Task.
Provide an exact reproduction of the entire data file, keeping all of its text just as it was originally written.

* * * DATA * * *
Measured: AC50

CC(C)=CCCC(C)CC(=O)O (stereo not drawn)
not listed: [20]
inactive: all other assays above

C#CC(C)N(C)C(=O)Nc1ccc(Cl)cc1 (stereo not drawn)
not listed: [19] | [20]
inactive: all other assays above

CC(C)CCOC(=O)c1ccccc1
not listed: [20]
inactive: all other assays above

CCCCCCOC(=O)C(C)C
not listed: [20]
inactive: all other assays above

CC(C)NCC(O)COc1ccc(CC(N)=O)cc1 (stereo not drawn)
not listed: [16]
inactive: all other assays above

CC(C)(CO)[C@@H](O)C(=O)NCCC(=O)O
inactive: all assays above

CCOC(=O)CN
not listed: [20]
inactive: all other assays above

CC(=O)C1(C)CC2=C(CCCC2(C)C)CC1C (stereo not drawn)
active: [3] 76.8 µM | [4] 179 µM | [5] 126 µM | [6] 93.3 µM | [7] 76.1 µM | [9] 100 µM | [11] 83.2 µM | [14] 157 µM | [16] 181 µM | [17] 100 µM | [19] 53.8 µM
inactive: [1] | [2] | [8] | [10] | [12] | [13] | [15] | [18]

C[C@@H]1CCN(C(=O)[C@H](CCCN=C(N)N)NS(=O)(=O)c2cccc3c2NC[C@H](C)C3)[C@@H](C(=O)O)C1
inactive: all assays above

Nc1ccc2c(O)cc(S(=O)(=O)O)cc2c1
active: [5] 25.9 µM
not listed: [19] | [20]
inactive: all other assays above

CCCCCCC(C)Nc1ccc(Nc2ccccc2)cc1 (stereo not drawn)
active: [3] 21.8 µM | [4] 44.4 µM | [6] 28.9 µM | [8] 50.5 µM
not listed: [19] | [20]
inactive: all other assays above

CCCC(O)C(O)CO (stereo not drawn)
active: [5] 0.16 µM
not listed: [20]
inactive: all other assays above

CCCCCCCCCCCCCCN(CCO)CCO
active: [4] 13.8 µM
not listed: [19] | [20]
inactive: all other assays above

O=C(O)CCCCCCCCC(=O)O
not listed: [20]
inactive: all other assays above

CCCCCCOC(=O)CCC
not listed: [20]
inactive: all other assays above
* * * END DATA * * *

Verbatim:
Measured: AC50

CC(C)=CCCC(C)CC(=O)O (stereo not drawn)
not listed: [20]
inactive: all other assays above

C#CC(C)N(C)C(=O)Nc1ccc(Cl)cc1 (stereo not drawn)
not listed: [19] | [20]
inactive: all other assays above

CC(C)CCOC(=O)c1ccccc1
not listed: [20]
inactive: all other assays above

CCCCCCOC(=O)C(C)C
not listed: [20]
inactive: all other assays above

CC(C)NCC(O)COc1ccc(CC(N)=O)cc1 (stereo not drawn)
not listed: [16]
inactive: all other assays above

CC(C)(CO)[C@@H](O)C(=O)NCCC(=O)O
inactive: all assays above

CCOC(=O)CN
not listed: [20]
inactive: all other assays above

CC(=O)C1(C)CC2=C(CCCC2(C)C)CC1C (stereo not drawn)
active: [3] 76.8 µM | [4] 179 µM | [5] 126 µM | [6] 93.3 µM | [7] 76.1 µM | [9] 100 µM | [11] 83.2 µM | [14] 157 µM | [16] 181 µM | [17] 100 µM | [19] 53.8 µM
inactive: [1] | [2] | [8] | [10] | [12] | [13] | [15] | [18]

C[C@@H]1CCN(C(=O)[C@H](CCCN=C(N)N)NS(=O)(=O)c2cccc3c2NC[C@H](C)C3)[C@@H](C(=O)O)C1
inactive: all assays above

Nc1ccc2c(O)cc(S(=O)(=O)O)cc2c1
active: [5] 25.9 µM
not listed: [19] | [20]
inactive: all other assays above

CCCCCCC(C)Nc1ccc(Nc2ccccc2)cc1 (stereo not drawn)
active: [3] 21.8 µM | [4] 44.4 µM | [6] 28.9 µM | [8] 50.5 µM
not listed: [19] | [20]
inactive: all other assays above

CCCC(O)C(O)CO (stereo not drawn)
active: [5] 0.16 µM
not listed: [20]
inactive: all other assays above

CCCCCCCCCCCCCCN(CCO)CCO
active: [4] 13.8 µM
not listed: [19] | [20]
inactive: all other assays above

O=C(O)CCCCCCCCC(=O)O
not listed: [20]
inactive: all other assays above

CCCCCCOC(=O)CCC
not listed: [20]
inactive: all other assays above